Creating a Home-like Living Environment for At-risk Youths - A Case Study of Small Housing Units Run by Married Couples -
Grant-in-Aid for Scientific Research (C).
|Research Institution||BUKKYO UNIVERSITY|
ABE Sachiko Bukkyo University, Department of Sociology, Professor, 社会学部, 教授 (10060667)
|Project Fiscal Year
1998 – 2001
Completed(Fiscal Year 2001)
|Budget Amount *help
¥3,000,000 (Direct Cost : ¥3,000,000)
Fiscal Year 2001 : ¥500,000 (Direct Cost : ¥500,000)
Fiscal Year 2000 : ¥700,000 (Direct Cost : ¥700,000)
Fiscal Year 1999 : ¥800,000 (Direct Cost : ¥800,000)
Fiscal Year 1998 : ¥1,000,000 (Direct Cost : ¥1,000,000)
|Keywords||Okayama Seitoku Gakko / Building plan / Conduct a survey / Treatment / Hokkaido Katei Gakko("Hokkaido Family school") / Small housing units run by married couples / Residential facility to support at-risk youths / Housing and Living / 夫婦小舎制 / 児童自立支援施設 / 北海道家庭学校 / 岡山県立聖徳学校 / 住まいと生活 / 建物の図面 / 全国職員アンケート調査 / 処遇 / 岡山県立成徳学校 / 全職員アンケート調査 / 生活環境 / 住まい / 生活|
This study examines the development of small housing units for troubled youths run by married couple through their architectural structure and residential environment. Buildings and the environment in and around them are instrumental in the daily life and education of such children and youths who need alternative housing arrangement to family home.
First, our case study analysis covers two facilities. Hokkaido Katei Gakko("Hokkaido Family school") and "Okayama Seitoku Gakko" were established to create a home-like environment for youth rehabilitation. We trace the long history of the two schools by studying their past building plans and interviewing staff members, past and present. A particular attention was paid to the units' architectural design and actual use. Second, we conducted a survey of staff members who work at residential facilities to support at-risk youths in Japan. The questions concerned the nature of their work, support system, working conditions, residential conditions,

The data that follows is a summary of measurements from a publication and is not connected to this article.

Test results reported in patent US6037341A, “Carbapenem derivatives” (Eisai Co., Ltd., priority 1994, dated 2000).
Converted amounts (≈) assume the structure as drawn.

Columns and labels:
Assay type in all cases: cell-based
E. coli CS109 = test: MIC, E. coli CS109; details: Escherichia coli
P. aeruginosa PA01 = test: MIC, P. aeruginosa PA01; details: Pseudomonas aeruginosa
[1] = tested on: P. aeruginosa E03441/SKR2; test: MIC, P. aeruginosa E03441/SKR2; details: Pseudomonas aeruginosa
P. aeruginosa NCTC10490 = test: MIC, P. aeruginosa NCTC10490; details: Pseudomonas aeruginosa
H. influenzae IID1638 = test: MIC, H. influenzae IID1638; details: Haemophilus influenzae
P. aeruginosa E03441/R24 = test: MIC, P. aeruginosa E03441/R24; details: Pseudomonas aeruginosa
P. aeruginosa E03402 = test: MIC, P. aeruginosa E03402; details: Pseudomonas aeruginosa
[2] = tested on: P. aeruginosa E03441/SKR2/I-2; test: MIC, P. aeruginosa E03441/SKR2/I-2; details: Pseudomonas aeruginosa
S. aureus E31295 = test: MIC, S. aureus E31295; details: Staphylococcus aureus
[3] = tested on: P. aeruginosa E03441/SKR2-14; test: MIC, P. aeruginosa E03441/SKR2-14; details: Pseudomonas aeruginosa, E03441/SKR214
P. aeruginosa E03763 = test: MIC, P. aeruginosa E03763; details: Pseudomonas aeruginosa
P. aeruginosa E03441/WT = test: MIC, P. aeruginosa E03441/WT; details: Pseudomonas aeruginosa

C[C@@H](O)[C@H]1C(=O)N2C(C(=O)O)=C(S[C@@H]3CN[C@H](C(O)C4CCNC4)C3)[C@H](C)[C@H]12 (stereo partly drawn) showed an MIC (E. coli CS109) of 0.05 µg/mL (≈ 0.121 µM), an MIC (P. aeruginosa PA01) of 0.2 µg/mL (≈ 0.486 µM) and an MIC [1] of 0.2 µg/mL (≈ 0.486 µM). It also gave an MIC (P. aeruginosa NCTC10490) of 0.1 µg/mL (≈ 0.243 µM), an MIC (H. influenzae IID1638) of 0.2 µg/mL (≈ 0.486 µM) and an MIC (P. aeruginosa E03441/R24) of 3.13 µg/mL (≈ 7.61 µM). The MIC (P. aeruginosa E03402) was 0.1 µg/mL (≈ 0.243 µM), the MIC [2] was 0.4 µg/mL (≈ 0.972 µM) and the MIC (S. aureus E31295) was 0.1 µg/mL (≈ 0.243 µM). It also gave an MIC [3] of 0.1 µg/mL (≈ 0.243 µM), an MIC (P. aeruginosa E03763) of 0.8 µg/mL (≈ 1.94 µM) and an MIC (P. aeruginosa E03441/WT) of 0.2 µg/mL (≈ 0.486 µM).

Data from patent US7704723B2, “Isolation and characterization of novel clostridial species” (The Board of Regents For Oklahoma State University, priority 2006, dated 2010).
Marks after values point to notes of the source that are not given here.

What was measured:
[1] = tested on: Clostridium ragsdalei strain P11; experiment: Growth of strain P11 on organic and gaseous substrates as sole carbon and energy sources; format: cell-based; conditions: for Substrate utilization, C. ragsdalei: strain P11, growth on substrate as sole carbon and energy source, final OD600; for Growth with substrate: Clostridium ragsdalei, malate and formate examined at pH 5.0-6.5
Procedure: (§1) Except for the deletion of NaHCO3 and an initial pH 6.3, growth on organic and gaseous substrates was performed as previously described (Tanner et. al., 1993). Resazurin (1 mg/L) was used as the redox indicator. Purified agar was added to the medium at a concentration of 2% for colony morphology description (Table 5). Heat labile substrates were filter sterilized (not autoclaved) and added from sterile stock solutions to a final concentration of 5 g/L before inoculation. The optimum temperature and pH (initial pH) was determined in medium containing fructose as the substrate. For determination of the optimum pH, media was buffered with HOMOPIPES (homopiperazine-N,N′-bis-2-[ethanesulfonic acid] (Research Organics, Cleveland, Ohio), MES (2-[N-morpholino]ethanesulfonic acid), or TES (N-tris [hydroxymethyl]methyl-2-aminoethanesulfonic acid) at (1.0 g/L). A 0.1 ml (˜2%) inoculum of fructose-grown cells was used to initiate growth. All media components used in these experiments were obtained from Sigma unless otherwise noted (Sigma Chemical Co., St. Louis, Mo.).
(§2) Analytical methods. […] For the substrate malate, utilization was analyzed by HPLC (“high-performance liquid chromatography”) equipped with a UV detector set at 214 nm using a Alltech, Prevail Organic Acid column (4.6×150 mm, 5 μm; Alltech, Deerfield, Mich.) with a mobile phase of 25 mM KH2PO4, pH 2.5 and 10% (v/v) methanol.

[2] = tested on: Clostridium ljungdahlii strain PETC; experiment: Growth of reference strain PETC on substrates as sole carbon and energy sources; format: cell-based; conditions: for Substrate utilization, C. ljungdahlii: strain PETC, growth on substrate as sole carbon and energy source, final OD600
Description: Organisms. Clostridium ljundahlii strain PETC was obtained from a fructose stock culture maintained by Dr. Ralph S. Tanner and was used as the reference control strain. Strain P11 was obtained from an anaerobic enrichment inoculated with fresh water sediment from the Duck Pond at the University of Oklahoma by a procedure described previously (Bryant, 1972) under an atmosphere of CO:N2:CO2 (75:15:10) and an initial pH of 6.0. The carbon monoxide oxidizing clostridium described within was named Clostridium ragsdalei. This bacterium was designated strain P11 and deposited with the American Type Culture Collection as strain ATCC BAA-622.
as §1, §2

relationships with other staffs, living conditions of the youths, and so on. The survey focused on differences between small housing units run by married couples and other facilities.
The findings show what is called a "hall", an equivalent of living and dining room in a home, was used by youths for relaxation, eating, studying and also sleep. The kitchen and the living room for youths are too small for their training to live independently, too humid and hot in the summer. Another problem is that staffs cannot monitor youths in the bathroom. In the staffs' private area, there is not enough privacy and space.
However, many staff members who are not in a very good living condition positively evaluate small housing units run by married couples. They are more motivated toward their work and more often get encouragement directly from the youths.
We continue to reexamine the objective of residential facility supporting at-risk youths and reconsider the living environment suitable for small housing units run by married couples. The facility must provide an environment where not only the youths but also the staff and family members all can feel at home. Less
Research Output (4results)